The most surprising move of the Kansas University football team’s preseason camp may have been sophomore running back Toben Opurum’s shift to linebacker.
The most fruitful?
That could be true freshman Keeston Terry moving from wide receiver to safety. At least that’s the take held by Blue Springs (Mo.) High football coach Kelly Donohoe, Terry’s prep coach and supporter.
“The move to free safety could be a really good one,” Donohoe told the Journal-World shortly after KU coach Turner Gill announced the switch.
Donohoe’s not just guessing here either. He’s seen Terry, a four-star prospect at wide receiver, perform in the defensive backfield and he believes Terry’s skills on defense match those he’s shown on offense.
“He played free safety for us his junior year and was phenomenal,” said Donohoe, who played quarterback at Kansas from 1986-89. “His senior year he had a shoulder injury and the way the shoulder injury set up, if he exposed himself like he was tackling somebody he was really prone to hurt it more seriously, so the doctor recommended he just stay on offense.”
Donohoe continued: “That was a big hit to us because the kid’s a phenomenal free safety. The way he covers the field, hits people, his instincts, his run to the football, hand-eye coordination to pick balls off, he’s a freak back there, he really is.”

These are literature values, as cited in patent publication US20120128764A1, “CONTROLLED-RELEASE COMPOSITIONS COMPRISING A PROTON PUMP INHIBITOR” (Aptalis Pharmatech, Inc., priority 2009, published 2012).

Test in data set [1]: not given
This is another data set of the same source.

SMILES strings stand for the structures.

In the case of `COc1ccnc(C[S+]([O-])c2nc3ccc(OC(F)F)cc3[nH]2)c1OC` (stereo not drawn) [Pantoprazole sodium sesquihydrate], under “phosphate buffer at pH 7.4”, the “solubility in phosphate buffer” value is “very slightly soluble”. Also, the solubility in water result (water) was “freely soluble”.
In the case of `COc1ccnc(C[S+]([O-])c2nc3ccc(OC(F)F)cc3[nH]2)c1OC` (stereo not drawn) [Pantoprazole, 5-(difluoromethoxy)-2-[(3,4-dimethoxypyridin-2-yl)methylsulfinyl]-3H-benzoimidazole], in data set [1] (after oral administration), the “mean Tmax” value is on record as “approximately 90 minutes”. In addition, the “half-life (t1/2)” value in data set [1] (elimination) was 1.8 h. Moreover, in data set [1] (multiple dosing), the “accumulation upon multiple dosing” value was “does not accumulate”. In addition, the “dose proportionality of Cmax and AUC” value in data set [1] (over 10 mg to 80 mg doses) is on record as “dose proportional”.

Although most of Terry’s high school accolades came because of his receiving prowess, Terry is no stranger to the defensive side of the ball. His father, Doug Terry, lettered at KU as a defensive back from 1988-91 and went on to play four seasons in the NFL with the Kansas City Chiefs.
Donohoe said Doug Terry’s impact on his son’s career was easy to spot while watching him patrol the secondary in high school.
Clearly, Gill, who mentioned his team’s depth at wide receiver while explaining the switch, saw enough from Terry on defense to agree.
“We looked at him as a safety or wide receiver when we recruited him, so this is not totally out of whack for us,” Gill said last week.
“We just thought that he would give us a little bit more speed (at safety) and that he was somebody that would want to take a chance to have a chance to play. And this gives him an opportunity to play and go from there.”
Gill said Terry would have to prove he could play 15-20 snaps per game at safety before becoming a regular part of the rotation. Because Terry came to KU with the knowledge that such a move could take place, Donohoe believed that wouldn’t be a problem.
“We always talked about, ‘Keeston, you may end up being a free safety,’” Donohoe said. “He knew that going in. I think in high school he caught so many touchdowns and stuff and that was fun for him, but he’ll be a special, special talent at free safety and I think Turner and those guys probably saw that.”